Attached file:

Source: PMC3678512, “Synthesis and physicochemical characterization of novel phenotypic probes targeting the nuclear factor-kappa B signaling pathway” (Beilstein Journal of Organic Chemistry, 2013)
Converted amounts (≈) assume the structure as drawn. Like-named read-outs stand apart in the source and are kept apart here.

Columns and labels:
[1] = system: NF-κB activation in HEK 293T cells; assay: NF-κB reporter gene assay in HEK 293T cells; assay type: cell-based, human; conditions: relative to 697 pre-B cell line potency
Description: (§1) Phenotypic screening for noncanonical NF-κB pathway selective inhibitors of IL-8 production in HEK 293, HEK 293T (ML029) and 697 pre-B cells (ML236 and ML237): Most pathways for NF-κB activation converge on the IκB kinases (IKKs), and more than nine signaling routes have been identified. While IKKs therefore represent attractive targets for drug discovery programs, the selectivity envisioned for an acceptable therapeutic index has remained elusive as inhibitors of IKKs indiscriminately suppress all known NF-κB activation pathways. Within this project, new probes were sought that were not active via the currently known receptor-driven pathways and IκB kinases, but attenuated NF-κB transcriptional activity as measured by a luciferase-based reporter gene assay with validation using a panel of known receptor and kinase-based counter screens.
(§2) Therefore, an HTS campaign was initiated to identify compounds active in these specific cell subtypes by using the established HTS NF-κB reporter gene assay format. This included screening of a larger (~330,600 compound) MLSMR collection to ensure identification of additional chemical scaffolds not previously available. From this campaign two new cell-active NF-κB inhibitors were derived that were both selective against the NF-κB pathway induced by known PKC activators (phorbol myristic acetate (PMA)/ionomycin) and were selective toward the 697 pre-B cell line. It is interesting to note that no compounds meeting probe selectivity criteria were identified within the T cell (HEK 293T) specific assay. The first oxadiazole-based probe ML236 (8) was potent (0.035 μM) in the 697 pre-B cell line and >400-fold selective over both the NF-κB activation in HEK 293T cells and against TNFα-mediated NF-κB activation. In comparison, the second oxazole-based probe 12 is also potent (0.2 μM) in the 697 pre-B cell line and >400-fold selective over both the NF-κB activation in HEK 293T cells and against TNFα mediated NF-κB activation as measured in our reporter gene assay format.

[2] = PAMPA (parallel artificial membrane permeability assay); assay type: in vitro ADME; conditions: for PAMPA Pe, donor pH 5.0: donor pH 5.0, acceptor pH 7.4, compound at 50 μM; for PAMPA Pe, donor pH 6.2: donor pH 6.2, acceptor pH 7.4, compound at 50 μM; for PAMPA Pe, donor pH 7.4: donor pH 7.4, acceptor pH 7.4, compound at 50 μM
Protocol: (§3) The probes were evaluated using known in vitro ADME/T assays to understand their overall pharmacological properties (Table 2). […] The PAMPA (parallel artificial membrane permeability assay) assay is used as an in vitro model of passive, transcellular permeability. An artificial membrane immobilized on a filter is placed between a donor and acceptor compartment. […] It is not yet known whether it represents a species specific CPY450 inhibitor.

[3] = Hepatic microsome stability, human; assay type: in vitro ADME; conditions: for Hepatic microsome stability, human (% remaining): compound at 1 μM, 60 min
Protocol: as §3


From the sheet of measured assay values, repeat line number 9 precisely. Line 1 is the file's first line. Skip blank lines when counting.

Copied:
[3] = Hepatic microsome stability, human; assay type: in vitro ADME; conditions: for Hepatic microsome stability, human (% remaining): compound at 1 μM, 60 min